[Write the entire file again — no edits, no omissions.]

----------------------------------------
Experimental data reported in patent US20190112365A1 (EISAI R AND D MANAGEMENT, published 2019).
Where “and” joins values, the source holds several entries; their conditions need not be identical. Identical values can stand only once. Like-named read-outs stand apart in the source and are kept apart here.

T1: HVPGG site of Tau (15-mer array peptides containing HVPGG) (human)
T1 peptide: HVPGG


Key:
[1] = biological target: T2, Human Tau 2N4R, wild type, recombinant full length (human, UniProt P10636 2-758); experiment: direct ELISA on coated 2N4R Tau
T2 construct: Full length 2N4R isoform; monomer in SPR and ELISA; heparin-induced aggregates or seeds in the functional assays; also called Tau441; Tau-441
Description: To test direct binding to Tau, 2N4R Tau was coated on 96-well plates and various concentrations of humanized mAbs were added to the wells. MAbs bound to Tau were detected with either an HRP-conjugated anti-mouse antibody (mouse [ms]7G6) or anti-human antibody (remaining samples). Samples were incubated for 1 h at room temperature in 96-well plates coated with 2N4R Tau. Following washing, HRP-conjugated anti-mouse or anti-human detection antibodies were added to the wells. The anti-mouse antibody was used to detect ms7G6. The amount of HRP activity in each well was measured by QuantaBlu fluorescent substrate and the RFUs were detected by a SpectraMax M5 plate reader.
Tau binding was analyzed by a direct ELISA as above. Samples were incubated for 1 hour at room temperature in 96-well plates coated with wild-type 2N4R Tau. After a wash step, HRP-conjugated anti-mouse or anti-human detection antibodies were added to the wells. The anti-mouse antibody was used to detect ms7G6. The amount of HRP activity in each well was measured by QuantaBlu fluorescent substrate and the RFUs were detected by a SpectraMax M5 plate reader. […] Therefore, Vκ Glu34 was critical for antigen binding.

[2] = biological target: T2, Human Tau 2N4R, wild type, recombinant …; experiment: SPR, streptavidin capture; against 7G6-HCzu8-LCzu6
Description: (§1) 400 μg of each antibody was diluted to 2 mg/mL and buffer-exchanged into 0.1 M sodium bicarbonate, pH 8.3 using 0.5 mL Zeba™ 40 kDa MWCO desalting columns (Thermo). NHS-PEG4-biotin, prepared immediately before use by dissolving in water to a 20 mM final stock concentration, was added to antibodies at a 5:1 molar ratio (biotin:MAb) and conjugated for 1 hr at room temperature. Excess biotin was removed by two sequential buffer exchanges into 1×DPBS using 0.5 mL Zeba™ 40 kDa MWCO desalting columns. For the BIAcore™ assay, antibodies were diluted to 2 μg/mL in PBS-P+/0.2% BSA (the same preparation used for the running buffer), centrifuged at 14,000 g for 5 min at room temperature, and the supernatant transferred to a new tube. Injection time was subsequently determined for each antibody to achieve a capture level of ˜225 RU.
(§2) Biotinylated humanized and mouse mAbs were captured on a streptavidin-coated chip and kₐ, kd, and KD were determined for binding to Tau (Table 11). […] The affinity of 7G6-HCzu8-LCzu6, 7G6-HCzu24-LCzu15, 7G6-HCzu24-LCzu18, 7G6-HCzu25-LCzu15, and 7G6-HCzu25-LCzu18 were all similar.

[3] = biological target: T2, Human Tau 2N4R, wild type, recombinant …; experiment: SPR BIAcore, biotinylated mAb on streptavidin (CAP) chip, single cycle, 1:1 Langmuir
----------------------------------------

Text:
Experimental data reported in patent US20190112365A1 (EISAI R AND D MANAGEMENT, published 2019).
Where “and” joins values, the source holds several entries; their conditions need not be identical. Identical values can stand only once. Like-named read-outs stand apart in the source and are kept apart here.

T1: HVPGG site of Tau (15-mer array peptides containing HVPGG) (human)
T1 peptide: HVPGG


Key:
[1] = biological target: T2, Human Tau 2N4R, wild type, recombinant full length (human, UniProt P10636 2-758); experiment: direct ELISA on coated 2N4R Tau
T2 construct: Full length 2N4R isoform; monomer in SPR and ELISA; heparin-induced aggregates or seeds in the functional assays; also called Tau441; Tau-441
Description: To test direct binding to Tau, 2N4R Tau was coated on 96-well plates and various concentrations of humanized mAbs were added to the wells. MAbs bound to Tau were detected with either an HRP-conjugated anti-mouse antibody (mouse [ms]7G6) or anti-human antibody (remaining samples). Samples were incubated for 1 h at room temperature in 96-well plates coated with 2N4R Tau. Following washing, HRP-conjugated anti-mouse or anti-human detection antibodies were added to the wells. The anti-mouse antibody was used to detect ms7G6. The amount of HRP activity in each well was measured by QuantaBlu fluorescent substrate and the RFUs were detected by a SpectraMax M5 plate reader.
Tau binding was analyzed by a direct ELISA as above. Samples were incubated for 1 hour at room temperature in 96-well plates coated with wild-type 2N4R Tau. After a wash step, HRP-conjugated anti-mouse or anti-human detection antibodies were added to the wells. The anti-mouse antibody was used to detect ms7G6. The amount of HRP activity in each well was measured by QuantaBlu fluorescent substrate and the RFUs were detected by a SpectraMax M5 plate reader. […] Therefore, Vκ Glu34 was critical for antigen binding.

[2] = biological target: T2, Human Tau 2N4R, wild type, recombinant …; experiment: SPR, streptavidin capture; against 7G6-HCzu8-LCzu6
Description: (§1) 400 μg of each antibody was diluted to 2 mg/mL and buffer-exchanged into 0.1 M sodium bicarbonate, pH 8.3 using 0.5 mL Zeba™ 40 kDa MWCO desalting columns (Thermo). NHS-PEG4-biotin, prepared immediately before use by dissolving in water to a 20 mM final stock concentration, was added to antibodies at a 5:1 molar ratio (biotin:MAb) and conjugated for 1 hr at room temperature. Excess biotin was removed by two sequential buffer exchanges into 1×DPBS using 0.5 mL Zeba™ 40 kDa MWCO desalting columns. For the BIAcore™ assay, antibodies were diluted to 2 μg/mL in PBS-P+/0.2% BSA (the same preparation used for the running buffer), centrifuged at 14,000 g for 5 min at room temperature, and the supernatant transferred to a new tube. Injection time was subsequently determined for each antibody to achieve a capture level of ˜225 RU.
(§2) Biotinylated humanized and mouse mAbs were captured on a streptavidin-coated chip and kₐ, kd, and KD were determined for binding to Tau (Table 11). […] The affinity of 7G6-HCzu8-LCzu6, 7G6-HCzu24-LCzu15, 7G6-HCzu24-LCzu18, 7G6-HCzu25-LCzu15, and 7G6-HCzu25-LCzu18 were all similar.

[3] = biological target: T2, Human Tau 2N4R, wild type, recombinant …; experiment: SPR BIAcore, biotinylated mAb on streptavidin (CAP) chip, single cycle, 1:1 Langmuir